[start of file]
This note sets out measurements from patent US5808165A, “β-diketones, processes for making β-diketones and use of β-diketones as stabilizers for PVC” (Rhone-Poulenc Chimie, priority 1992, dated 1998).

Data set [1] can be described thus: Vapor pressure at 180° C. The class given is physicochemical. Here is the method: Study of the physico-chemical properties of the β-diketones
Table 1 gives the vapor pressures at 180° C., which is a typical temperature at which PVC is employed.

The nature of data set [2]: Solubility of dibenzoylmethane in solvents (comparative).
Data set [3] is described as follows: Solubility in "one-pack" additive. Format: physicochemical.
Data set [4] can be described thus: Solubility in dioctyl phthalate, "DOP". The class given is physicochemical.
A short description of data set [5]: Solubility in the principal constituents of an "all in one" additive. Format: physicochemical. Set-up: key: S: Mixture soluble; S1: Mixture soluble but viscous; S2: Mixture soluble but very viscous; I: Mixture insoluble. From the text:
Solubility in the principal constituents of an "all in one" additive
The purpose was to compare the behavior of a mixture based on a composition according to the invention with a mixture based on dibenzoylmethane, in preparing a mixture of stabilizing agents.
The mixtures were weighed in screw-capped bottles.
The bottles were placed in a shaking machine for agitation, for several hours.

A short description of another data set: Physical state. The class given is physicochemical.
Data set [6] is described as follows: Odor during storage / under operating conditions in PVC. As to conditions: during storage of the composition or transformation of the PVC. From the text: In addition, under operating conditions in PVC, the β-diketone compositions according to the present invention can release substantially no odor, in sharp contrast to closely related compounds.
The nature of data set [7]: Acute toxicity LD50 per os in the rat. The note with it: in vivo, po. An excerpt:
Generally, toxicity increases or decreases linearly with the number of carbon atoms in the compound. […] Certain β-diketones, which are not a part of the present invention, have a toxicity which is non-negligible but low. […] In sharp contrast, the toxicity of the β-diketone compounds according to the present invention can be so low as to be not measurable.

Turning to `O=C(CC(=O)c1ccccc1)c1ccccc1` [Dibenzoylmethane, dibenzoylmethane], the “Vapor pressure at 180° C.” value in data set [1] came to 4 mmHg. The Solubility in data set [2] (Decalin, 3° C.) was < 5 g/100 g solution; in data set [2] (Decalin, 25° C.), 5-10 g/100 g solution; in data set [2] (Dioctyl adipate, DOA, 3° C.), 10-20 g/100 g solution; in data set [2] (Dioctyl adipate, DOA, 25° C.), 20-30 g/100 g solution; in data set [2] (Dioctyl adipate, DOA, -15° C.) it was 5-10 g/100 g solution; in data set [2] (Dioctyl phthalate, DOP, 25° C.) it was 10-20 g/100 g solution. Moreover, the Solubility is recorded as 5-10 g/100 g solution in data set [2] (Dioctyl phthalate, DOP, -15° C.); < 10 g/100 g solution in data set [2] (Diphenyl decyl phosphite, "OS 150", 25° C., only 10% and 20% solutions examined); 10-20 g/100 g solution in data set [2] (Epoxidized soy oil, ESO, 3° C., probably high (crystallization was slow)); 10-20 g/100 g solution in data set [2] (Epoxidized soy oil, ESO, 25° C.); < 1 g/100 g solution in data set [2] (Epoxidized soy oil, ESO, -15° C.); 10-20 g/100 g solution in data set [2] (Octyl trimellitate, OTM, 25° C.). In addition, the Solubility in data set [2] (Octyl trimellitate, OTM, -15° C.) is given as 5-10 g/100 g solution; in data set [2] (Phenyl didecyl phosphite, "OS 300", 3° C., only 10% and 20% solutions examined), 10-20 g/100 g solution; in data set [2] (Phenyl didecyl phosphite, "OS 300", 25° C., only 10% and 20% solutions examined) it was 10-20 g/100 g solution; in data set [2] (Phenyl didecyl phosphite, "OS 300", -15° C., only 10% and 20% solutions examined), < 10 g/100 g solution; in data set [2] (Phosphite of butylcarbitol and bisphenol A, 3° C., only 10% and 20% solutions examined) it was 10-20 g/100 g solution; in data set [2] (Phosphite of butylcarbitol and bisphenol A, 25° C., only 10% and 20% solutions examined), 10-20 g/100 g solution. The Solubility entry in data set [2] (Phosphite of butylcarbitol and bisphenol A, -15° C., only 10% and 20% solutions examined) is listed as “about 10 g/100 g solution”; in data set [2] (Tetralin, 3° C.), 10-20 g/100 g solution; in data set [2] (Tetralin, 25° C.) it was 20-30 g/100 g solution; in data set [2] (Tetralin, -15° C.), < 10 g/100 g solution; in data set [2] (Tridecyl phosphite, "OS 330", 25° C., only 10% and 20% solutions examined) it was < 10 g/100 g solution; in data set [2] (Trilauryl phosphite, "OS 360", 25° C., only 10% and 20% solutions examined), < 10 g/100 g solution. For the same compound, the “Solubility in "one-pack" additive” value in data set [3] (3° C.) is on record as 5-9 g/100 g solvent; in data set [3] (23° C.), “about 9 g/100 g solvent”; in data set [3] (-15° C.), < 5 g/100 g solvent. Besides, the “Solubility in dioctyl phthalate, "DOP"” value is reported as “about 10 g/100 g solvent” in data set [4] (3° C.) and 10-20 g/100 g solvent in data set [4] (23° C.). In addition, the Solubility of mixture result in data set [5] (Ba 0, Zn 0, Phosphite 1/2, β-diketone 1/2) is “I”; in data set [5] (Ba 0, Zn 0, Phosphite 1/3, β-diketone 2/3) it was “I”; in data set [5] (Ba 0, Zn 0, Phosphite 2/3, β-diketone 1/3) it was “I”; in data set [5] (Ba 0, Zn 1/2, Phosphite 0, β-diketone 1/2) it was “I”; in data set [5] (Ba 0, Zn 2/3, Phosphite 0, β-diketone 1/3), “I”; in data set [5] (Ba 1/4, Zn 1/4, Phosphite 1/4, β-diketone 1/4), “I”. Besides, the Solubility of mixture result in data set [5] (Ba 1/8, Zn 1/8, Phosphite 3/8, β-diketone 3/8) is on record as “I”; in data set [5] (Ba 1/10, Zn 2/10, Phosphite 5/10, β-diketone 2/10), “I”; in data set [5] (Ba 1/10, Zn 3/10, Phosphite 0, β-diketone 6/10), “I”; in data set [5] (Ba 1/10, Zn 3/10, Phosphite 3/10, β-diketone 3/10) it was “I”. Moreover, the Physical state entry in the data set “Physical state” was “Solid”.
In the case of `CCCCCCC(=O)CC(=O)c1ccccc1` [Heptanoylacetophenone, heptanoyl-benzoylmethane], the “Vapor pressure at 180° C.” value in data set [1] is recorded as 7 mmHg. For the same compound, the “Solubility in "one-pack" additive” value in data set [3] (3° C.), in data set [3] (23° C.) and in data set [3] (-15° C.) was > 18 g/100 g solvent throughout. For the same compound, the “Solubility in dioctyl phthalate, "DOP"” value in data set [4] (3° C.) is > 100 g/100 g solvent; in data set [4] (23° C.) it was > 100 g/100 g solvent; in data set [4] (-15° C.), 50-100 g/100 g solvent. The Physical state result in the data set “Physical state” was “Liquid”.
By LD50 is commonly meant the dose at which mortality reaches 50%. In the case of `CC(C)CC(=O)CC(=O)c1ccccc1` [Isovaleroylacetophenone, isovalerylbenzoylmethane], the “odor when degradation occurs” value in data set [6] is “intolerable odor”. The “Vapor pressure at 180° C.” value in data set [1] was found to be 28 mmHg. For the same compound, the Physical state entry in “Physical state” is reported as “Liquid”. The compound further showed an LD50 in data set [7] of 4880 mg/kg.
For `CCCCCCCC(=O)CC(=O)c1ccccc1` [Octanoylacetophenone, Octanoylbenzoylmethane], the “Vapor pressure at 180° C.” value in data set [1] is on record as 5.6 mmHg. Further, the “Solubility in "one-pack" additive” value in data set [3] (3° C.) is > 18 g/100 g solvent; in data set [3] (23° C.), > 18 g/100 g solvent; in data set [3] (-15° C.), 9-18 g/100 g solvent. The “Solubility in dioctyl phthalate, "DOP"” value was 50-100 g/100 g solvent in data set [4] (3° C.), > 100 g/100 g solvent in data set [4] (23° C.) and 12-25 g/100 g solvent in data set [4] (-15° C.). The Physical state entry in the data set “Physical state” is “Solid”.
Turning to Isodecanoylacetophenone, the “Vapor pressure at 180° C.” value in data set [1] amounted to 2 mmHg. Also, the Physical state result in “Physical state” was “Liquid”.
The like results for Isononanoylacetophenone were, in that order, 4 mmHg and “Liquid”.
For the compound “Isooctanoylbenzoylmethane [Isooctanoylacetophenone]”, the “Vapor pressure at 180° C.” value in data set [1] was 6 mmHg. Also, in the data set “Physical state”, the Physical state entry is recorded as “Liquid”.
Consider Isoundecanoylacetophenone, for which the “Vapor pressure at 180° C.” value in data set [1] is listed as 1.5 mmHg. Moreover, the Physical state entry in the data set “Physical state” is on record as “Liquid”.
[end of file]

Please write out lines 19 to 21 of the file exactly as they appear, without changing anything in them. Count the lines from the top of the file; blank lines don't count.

For `CCCCCCCC(=O)CC(=O)c1ccccc1` [Octanoylacetophenone, Octanoylbenzoylmethane], the “Vapor pressure at 180° C.” value in data set [1] is on record as 5.6 mmHg. Further, the “Solubility in "one-pack" additive” value in data set [3] (3° C.) is > 18 g/100 g solvent; in data set [3] (23° C.), > 18 g/100 g solvent; in data set [3] (-15° C.), 9-18 g/100 g solvent. The “Solubility in dioctyl phthalate, "DOP"” value was 50-100 g/100 g solvent in data set [4] (3° C.), > 100 g/100 g solvent in data set [4] (23° C.) and 12-25 g/100 g solvent in data set [4] (-15° C.). The Physical state entry in the data set “Physical state” is “Solid”.
Turning to Isodecanoylacetophenone, the “Vapor pressure at 180° C.” value in data set [1] amounted to 2 mmHg. Also, the Physical state result in “Physical state” was “Liquid”.
The like results for Isononanoylacetophenone were, in that order, 4 mmHg and “Liquid”.